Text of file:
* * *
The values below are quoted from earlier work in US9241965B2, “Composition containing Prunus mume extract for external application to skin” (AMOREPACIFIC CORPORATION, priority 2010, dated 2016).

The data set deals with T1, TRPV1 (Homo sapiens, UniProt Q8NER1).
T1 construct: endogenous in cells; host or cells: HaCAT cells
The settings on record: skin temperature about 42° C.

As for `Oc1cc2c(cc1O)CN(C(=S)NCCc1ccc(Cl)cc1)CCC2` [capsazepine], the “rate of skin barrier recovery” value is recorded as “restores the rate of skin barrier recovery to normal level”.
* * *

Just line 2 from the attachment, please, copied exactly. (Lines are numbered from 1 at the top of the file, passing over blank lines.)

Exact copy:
The data set deals with T1, TRPV1 (Homo sapiens, UniProt Q8NER1).